This is my last post on Shop Class as Soulcraft by Matthew Crawford. This book has been a theme for this blog for a while now, a useful lens for me to talk about a number of different things, but lenses need to be exchanged to avoid a permanently tinted viewing of the world. Back one more time to his conjecture: mastery is a prerequisite to true creativity. For this post, I’ll need to take you back to my very special night with Iron Cobra
Iron Cobra is actually Becky Johnson, a great Canadian improviser who did a solo show at the 50:50 comedy night last October. Half-way through she made an appeal to the audience: she flew over without a musician, and for the next scene it would be great to have someone playing the piano which was conveniently up on stage… As the tumbleweed spun through the small audience, she lowered the bar so low – from competent piano player, to a person that had taken lessons, to someone who liked the look of the piano – that I couldn’t keep sitting on my hands.
So, up I came, and ended up accompanying Becky for the rest of her set. My piano skills are remedial, but I seemed to fulfil what was unarguably a creative role: to inspire performance and contribute tone. So what was it that allowed this to happen? The important thing was that I was actively engaged and responsive. I gave my all – a couple of chords, arpeggios, scales and high-note twinkles – in the right spirit, with abandon and a spirit of play. It sometimes had a bathetic quality which itself enhanced the creative contribution, but at other times I did a reasonable job of fuelling the tone.
What is true of this is true of improvisation also. Skills and experience do count for something. But for my taste, good improvisation is first and foremost about arriving to the stage in the right state: relaxed, alert, out of your head, open to possibility and interested in your partner. I am very happy to watch inexperienced performers when they play in this state. In fact, there’s a case that much of the training actually boils down to accessing this state more consistently, by working on personal change rather than solely the accretion of skills. Much of the rest is simply window dressing.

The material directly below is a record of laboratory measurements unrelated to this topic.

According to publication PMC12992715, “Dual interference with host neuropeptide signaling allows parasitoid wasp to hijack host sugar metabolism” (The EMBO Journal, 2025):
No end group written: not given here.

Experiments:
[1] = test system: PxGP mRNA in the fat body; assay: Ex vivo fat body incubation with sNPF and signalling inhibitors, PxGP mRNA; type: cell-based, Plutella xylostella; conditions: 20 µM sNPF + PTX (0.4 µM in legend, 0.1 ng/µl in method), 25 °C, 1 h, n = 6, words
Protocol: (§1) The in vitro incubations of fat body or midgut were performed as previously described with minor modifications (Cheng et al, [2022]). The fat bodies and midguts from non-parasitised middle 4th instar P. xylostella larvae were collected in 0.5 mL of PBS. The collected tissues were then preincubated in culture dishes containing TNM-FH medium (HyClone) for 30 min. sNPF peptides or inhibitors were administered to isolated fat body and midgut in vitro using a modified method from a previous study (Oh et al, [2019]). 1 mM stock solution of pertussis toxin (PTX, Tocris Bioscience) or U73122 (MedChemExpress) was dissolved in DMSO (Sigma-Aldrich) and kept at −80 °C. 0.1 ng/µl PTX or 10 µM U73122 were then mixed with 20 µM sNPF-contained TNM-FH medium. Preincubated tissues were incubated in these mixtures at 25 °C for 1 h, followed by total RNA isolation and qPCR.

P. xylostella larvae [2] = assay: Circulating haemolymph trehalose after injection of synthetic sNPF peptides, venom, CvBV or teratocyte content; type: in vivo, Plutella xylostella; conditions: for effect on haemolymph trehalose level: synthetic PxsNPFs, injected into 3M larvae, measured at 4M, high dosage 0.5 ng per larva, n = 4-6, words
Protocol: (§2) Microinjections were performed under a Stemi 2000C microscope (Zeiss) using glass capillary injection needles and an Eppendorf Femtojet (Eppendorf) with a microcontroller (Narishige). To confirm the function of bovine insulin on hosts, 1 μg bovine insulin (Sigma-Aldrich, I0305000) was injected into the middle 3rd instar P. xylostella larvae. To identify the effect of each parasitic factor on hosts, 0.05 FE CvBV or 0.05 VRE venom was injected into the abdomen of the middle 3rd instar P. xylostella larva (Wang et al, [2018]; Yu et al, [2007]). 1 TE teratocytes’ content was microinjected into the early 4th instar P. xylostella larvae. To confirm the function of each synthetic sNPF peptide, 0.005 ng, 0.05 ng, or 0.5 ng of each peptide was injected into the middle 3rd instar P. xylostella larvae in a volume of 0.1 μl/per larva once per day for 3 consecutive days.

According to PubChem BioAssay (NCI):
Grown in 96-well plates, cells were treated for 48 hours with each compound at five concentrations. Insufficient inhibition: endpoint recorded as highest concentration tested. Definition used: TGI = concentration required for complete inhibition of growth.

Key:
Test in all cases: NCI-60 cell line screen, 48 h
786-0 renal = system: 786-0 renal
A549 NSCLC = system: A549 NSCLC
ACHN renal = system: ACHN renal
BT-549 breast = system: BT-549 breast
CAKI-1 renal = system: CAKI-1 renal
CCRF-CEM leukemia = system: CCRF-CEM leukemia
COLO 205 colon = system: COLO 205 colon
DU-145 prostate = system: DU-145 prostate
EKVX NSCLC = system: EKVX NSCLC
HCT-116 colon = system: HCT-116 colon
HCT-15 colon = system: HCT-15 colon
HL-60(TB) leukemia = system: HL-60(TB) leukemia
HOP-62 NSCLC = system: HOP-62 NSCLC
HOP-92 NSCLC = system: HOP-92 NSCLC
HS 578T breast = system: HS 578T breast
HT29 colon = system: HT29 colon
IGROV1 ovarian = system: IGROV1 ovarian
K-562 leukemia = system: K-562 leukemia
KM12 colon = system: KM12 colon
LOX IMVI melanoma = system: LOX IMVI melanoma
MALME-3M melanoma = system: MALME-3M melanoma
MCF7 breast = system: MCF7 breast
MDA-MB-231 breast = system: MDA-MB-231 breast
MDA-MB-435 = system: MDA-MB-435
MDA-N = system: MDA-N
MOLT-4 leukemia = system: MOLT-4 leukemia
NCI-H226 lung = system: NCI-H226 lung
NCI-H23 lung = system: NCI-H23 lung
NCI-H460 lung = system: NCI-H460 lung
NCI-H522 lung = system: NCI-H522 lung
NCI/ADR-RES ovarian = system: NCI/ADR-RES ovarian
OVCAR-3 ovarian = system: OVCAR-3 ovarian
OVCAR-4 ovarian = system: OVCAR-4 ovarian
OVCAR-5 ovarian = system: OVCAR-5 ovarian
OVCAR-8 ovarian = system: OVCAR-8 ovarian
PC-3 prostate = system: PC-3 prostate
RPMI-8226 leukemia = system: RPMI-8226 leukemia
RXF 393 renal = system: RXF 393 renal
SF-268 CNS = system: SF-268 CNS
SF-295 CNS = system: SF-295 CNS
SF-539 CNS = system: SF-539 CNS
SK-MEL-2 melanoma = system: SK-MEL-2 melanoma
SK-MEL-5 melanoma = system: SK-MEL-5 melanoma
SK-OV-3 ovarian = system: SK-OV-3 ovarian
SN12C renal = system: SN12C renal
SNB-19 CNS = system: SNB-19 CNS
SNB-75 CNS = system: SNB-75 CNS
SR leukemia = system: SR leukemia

Let’s come back to Matthew Crawford for a last time. I’m with him that depicting a fake space for creativity is bullshit, and that we should call it when we see it. But finding new ways of approaching or thinking about a problem needn’t be restricted to technical experts. In fact, they may have over-determined responses to problems that prevent them from seeing different approaches. Fostering space for the proving, development and testing of ideas – before failure has high consequences – allows us to reap the benefits of an inclusive attitude to problem solving.
What’s more, some responses are necessarily improvisational, working with whatever you’ve got. Because of the hard limits around these responses, they tend to be simple; that simplicity is condusive to reuse, adaptation and repurposing, meaning improvisation breeds improvisation in a way that closed, complex systems are poor at. And for the ends that Shop Class as Soulcraft professes – human dignity and autonomy based on substantive contributions to navigating the world – we would do better to recognise the variety of ways in which we can contribute, from the expert to the intuitive, the precision to the experimental.
And for me? Browsing through my old blog recently, I’m reminded that its very purpose was “to proclaim my abiding dedication to the ideal of the polymath, or the diverse amateur”. A good purpose. I stand by it.